This collection of essays examines how Southeast Asian women writers engage with the grand narratives of nationalism and the modern nation-state by exploring the representations of gender, identity and nation in the postcolonial literatures of Brunei Darussalam, Malaysia, Singapore, Indonesia, and the Philippines. Bringing to light the selected works of overlooked local women writers and providing new analyses of those produced by internationally-known women authors and artists, the essays situate regional literary developments within historicized geopolitical landscapes to offer incisive analyses and readings on how women and the feminine are imagined, represented, and positioned in relation to the Southeast Asian nation.The book, which features both cross-country comparative analyses and country-specific investigations, also considers the ideas of the nation and the state by investigating related ideologies, rhetoric, apparatuses, and discourses, and the ways in which they affect womens bodies, subjectivities, and lived realities in both historical and contemporary Southeast Asian contexts. By considering how these literary expressions critique, contest, or are complicit in nationalist projects and state-mandated agendas, the collection contributes to the overall regional and comparative discourses on gender, identity and nation in Southeast Asian studies. Dr Grace V. S. Chin is a senior lecturer in the English Language and Literature Studies programme at Universiti Sains Malaysia in Penang. Previously, she taught English Literature at Universiti Brunei Darussalam and The University of Hong Kong. In 2016, she was awarded senior fellowship by the Royal Netherlands Institute of Southeast Asian & Caribbean Studies (KITLV) in Leiden, The Netherlands. Her areas of interest include the literatures of postcolonial Southeast Asia and Asian womens writings, with focus on race and gender in contemporary societies and diasporas. Her articles have appeared in refereed journals such as The Journal of Commonwealth Literature, World Englishes, Intersections: Gender and Sexuality in Asia and the Pacific, and The Journal of International Womens Studies, as well as in books published by Springer, John Benjamins and Cambridge Scholars Publishing. Dr Kathrina Mohd Daud is currently a lecturer in the English Studies programme at the Faculty of Arts and Social Sciences at Universiti Brunei Darussalam, with a joint appointment in the Sultan Omar Ali Saifuddien Centre for Islamic Studies and the Institute of Asian Studies. She has been a US State Department Scholar at the University of Louisville, Kentucky (2012), a Research Fellow at the Oxford Centre for Islamic Studies (2013), and a Visiting Fellow at the Southeast Asian Centre at the University of Washington (2014). She works at the intersections of Islam in literature, popular fiction and Asian literature, with a particular focus on Bruneian literature.
This study is concerned with the literary genre to which the book of Qoheleth belongs and on which it is modelled. It covers various aspects of literary analysis and the problem of making sense of the book as a whole. It suggests that Qoheleth is best described as a royal autobiography based on the arguments of specific literary features of style and content, resemblance to various kinds of royal autobiographical narrative from elsewhere in the ancient Near East, and the existence of a coherent worldview which the author presents as the fruit of his lifelong observations of the world. Y. V. Koh , Seminari Theologi Malaysia, Seremban, Negeri Sembilan, Malaysia.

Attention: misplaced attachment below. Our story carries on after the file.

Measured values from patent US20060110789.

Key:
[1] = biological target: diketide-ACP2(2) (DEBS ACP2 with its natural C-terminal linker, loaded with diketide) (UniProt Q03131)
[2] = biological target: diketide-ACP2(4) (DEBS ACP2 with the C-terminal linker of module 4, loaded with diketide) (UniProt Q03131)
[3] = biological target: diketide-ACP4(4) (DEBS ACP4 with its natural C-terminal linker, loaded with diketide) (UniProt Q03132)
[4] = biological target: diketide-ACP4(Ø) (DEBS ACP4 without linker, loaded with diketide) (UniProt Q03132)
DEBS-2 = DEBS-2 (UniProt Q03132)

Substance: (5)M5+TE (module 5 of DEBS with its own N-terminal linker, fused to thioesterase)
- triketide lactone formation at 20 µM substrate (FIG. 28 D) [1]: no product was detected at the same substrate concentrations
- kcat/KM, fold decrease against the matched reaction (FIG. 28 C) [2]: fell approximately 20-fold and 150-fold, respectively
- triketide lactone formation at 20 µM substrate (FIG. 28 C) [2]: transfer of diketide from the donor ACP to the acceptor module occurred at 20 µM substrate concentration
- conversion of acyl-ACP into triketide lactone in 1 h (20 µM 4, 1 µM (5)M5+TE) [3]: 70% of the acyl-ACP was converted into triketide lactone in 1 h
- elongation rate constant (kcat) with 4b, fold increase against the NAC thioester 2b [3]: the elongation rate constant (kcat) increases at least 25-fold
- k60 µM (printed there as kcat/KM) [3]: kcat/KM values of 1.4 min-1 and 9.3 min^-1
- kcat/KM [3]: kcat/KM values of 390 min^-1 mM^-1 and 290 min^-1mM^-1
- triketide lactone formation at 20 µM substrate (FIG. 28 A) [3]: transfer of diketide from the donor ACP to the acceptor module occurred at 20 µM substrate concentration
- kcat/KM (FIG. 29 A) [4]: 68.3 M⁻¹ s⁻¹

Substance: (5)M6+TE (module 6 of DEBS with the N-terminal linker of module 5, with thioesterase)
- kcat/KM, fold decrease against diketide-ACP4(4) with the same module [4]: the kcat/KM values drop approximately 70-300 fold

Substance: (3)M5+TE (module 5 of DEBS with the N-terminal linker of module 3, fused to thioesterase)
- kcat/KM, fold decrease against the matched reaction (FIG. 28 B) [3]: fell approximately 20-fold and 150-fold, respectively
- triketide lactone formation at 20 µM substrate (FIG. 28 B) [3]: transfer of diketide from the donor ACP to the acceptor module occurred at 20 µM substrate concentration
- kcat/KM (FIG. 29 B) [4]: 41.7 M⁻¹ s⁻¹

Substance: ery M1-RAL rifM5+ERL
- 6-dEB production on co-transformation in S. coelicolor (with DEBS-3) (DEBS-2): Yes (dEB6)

This book tells one of the greatest stories in the history of school mathematics. Two of the names in the title-Samuel Pepys and Isaac Newton-need no introduction, and this book draws attention to their special contributions to the history of school mathematics. According to Ellerton and Clements, during the last quarter of the seventeenth century Pepys and Newton were key players in defining what school mathematics beyond arithmetic and elementary geometry might look like. The scene at which most of the action occurred was Christs Hospital, which was a school, ostensibly for the poor, in central London. The Royal Mathematical School (RMS) was established at Christs Hospital in 1673. It was the less well-known James Hodgson, a fine mathematician and RMS master between 1709 and 1755, who demonstrated that topics such as logarithms, plane and spherical trigonometry, and the application of these to navigation, might systematically and successfully be taught to 12- to 16-year-old school children. From a wider history-of-school-education perspective, this book tells how the worlds first secondary-school mathematics program was created and how, slowly but surely, what was being achieved at RMS began to influence school mathematics in other parts of Great Britain, Europe, and America. The book has been written from the perspective of the history of school mathematics. Ellerton and Clementss analyses of pertinent literature and of archival data, and their interpretations of those analyses, have led them to conclude that RMS was the first major school in the world to teach mathematics-beyond-arithmetic, on a systematic basis, to students aged between 12 and 16. Throughout the book, Ellerton and Clements examine issues through the lens of a lag-time theoretical perspective. From a historiographical perspective, this book emphasizes how the history of RMS can be portrayed in very different ways, depending on the vantage point from which the history is written. The authors write from the vantage point of international developments in school mathematics education and, therefore, their history of RMS differs from all other histories of RMS, most of which were written from the perspective of the history of Christs Hospital. Nerida F. Ellerton has been Professor within the Mathematics Department at Illinois State University since 2002. She holds two doctoral degrees-one in Physical Chemistry and the other in Mathematics Education. Between 1997 and 2002 Nerida was Dean of Education at the University of Southern Queensland, Australia. She has taught in schools and at four universities, and has also served as consultant in numerous countries, including Australia, Bangladesh, Brunei Darussalam, China, Malaysia, the Philippines, Thailand, the United States of America, and Vietnam. She has written or edited 16 books and has had more than 150 articles published in refereed journals or edited collections. Between 1993 and 1997 she was editor of the Mathematics Education Research Journal, and between 2011 and 2015 she was Associate Educator of the Journal for Research in Mathematics Education. In recent years Nerida has concentrated her research efforts in two areas-the history of school mathematics and problem posing in mathematics education. In 2012, 2014, and 2015, respectively, Springer published the 223-page Rewriting the History of School Mathematics in North America 1607-1861, the 367-page Abraham Lincolns Cyphering Book and Ten other Extraordinary Cyphering Books, and the 204-page Thomas Jefferson and his Decimals: Neglected Years in the History of U.S. School Mathematics. She jointly authored each of those books with M. A. (Ken) Clements. In 2015 Springer published a 567-page edited collection on problem posing which was jointly edited by Florence Mihaela Singer, Nerida, and Jinfa Cai. In 2015 Nerida received the outstanding researcher award of the College of Arts and Science at Illinois State University. M. A. (Ken) Clements masters and doctoral degrees were from the University of Melbourne, and at various times in his career he has taught, full-time, in primary and secondary schools, for a total of 15 years. He has taught in six universities, located in three nations, and since 2005 has been Associate Professor (2005-2006) and then Professor (2007-present) within the Mathematics Department at Illinois State University. Ken has served as a consultant and as a researcher in Australia, Brunei Darussalam, China, India, Malaysia, Papua